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BORY´STHENES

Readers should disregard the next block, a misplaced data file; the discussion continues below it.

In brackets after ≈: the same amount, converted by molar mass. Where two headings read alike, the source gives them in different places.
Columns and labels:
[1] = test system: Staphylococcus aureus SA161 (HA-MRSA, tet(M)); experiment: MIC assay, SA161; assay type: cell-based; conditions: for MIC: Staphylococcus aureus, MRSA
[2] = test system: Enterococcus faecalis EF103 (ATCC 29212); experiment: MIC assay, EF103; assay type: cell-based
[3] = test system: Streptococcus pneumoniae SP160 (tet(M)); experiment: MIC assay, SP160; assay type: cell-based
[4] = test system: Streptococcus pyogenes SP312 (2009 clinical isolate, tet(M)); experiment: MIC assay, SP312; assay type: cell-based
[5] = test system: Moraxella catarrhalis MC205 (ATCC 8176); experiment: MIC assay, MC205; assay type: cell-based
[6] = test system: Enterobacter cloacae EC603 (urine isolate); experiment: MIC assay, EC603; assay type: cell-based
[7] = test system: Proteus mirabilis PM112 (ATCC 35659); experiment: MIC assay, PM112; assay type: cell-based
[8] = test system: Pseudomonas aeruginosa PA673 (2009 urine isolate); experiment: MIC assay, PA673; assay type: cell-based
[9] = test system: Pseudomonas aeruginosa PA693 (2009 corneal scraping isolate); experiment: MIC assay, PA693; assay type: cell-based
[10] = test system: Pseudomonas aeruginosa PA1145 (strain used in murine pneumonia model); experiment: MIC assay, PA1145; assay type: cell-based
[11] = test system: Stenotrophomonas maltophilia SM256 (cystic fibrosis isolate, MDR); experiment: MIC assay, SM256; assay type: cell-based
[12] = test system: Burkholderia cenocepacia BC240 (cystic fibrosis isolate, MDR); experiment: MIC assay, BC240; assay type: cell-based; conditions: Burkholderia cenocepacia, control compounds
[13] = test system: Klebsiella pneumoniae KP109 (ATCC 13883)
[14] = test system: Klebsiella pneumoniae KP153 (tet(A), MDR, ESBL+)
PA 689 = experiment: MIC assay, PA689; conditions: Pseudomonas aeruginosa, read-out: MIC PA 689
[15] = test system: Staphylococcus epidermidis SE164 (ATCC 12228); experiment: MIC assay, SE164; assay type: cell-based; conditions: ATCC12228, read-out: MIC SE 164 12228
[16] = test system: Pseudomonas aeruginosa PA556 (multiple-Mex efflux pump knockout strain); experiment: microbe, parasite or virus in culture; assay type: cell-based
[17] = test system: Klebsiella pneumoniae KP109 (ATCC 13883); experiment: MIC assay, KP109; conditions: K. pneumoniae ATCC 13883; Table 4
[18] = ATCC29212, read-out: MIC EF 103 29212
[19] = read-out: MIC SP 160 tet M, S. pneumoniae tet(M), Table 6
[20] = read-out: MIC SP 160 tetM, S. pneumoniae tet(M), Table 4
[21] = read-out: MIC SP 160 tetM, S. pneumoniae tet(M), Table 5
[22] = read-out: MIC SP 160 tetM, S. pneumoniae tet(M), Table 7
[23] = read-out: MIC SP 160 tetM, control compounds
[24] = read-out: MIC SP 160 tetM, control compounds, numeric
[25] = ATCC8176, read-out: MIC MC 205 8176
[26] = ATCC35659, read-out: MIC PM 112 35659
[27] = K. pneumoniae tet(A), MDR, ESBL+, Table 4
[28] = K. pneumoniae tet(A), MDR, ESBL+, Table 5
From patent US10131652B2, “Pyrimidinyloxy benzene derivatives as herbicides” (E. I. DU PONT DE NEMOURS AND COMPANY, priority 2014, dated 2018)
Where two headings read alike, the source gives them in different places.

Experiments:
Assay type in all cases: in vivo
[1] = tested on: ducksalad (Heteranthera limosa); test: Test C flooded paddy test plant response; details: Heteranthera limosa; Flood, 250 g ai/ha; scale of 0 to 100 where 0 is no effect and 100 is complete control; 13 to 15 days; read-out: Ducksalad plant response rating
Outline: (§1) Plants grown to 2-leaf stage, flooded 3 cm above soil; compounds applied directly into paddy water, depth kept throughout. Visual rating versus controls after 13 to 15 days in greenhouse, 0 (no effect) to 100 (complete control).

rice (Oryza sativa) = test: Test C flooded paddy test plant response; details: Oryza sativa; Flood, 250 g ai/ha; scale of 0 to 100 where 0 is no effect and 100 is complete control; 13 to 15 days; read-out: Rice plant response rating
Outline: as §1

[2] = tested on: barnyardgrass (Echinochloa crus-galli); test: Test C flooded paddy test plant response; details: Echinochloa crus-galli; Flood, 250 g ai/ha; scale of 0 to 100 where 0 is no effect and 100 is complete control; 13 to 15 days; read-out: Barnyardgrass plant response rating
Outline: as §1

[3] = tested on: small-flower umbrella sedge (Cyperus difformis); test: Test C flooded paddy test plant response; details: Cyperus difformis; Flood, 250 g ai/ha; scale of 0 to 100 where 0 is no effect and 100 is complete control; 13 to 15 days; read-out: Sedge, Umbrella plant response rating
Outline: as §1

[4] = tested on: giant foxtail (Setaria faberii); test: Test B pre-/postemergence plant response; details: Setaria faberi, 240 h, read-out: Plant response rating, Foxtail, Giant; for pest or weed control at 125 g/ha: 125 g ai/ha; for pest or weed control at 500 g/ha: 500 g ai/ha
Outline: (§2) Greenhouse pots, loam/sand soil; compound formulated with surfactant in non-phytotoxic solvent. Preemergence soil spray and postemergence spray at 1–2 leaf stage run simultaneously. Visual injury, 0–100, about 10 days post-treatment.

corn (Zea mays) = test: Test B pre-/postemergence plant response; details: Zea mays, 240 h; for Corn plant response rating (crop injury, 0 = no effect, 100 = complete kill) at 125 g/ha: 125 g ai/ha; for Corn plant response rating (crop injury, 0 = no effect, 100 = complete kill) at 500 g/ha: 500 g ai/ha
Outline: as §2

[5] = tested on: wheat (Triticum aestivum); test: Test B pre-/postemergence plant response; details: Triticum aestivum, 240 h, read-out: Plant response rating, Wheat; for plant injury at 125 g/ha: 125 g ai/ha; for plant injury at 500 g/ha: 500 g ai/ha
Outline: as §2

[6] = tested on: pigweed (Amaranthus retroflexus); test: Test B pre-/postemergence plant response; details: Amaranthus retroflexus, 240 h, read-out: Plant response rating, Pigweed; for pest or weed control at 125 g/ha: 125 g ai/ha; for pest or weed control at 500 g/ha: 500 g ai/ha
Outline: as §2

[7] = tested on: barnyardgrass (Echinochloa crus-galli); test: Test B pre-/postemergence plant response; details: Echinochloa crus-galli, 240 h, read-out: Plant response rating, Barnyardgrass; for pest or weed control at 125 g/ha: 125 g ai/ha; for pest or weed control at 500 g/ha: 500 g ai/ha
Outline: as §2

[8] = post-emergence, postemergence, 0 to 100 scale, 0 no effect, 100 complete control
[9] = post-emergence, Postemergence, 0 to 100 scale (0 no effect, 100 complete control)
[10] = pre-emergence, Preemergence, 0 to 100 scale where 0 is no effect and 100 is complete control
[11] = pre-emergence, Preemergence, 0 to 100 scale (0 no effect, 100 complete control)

BORY´STHENES (Βορυσθένης), BORU´STHIENES (Inscr. ap. Gruter. pp. 297, 453), after-wards DANAPRIS (Δάναπρις: Dnieper, Dnyepr, or Dnepr), the chief river of Scythia, according to the early writers, or, according to the later nomenclature, of Sarmatia Europaea, and, next to the Ister (Danube), the largest of the rivers flowing into the Euxine, was known to the Greeks from a very early period, probably about the middle of the seventh century B.C. (Eudoc. p. 294; Tzetz. ad Hes. pp. 24, 25, Gaisf.; Hermann, Opusc. vol. ii. p. 300; Ukert, Geogr. &c. vol. iii. pt. ii. p. 17.) By means of the constant intercourse kept up with the Greek colonies on the north coast of the Euxine, and through the narratives of travellers, it was more familiar to the Greeks than even the Ister itself; and Aristotle reproaches the Athenians for spending whole days in the market place, listening to the wonderful stories of voyagers who had returned from the Phasis and the Borysthenes (ap. Ath. i. p. 6; comp. Ukert, pp. 36, 449). Herodotus, who had himself seen it, and who regarded it as the greatest and most valuable river of the earth (4.17, 18, 53) after the Nile, describes it as falling into the Pontus (Black Sea) in the middle of the coast of Scythia; and, as known as far up as the district called GERRHUS forty days' sail from its mouth (4.53: respecting the difficulty which some have found in the number, see Baehr's note; but it should be observed that, as the main object of Herodotus is not to describe how far it was navigable, but how far it was known, he might be supposed to use the word πλόος in a loose sense, only, in 100.71, he distinctly says that the river is navigable, προσπλωτός, as far as the Gerrhi). Above this its course was unknown; but below Gerrhus it flowed from N. to S. through a country which was supposed to be desert, as far as the agricultural Scythians, who dwelt along its lower course through a distance of ten (or eleven) days' sail from its mouth. [p. 1.421]Near the sea its waters mingled with those of the HYPANIS (Boug), that is, as the historian properly explains, the two rivers fell into a small lake (ἕλος), a term fairly applicable to the land-locked gulf still called. the Lake of Dnieprovskoi, just as the Sea of Azov also was called a lake. The headland between the two rivers was called the Promontory of Hippolaüs (Ἱππόλεω ἄκρη), and upon it stood the temple of the Mother of the Gods, and beyond the temple, on the banks of the Hypanis, the celebrated Greek colony of the Borystheneitae [OLBIA]. Though not to be compared with the Nile. for the benefits it conferred on the people living on its shores, Herodotus regarded the Borysthenes as surpassing, in these respects, all other rivers; for the pastures on its banks were most rich and beautiful, and the cultivated land most fertile; its fish were most abundant and excellent; it was most sweet to drink, and its stream was clear, while the neighbouring rivers were turbid; and at its mouth there were large salting-pits, and plenty of great fish for salting. (Comp. Scymn. Fr. 66, foll., ed. Hudson, 840, foll., ed. Meineke; Dio Chrysost. Or. xxxi. p. 75; Eustath. ad Dion. Perieg. 311; Plin. Nat. 9.15. s. 17.) The only tributary which Herodotus mentions is the PANTICAPES falling into the Borysthenes on its eastern side (4.54). He considered the Gerrhus as a branch thrown off by the Borysthenes (4.56; GERRHUS). The account of Herodotus is, as usual, closely followed by Mela (2.1.6).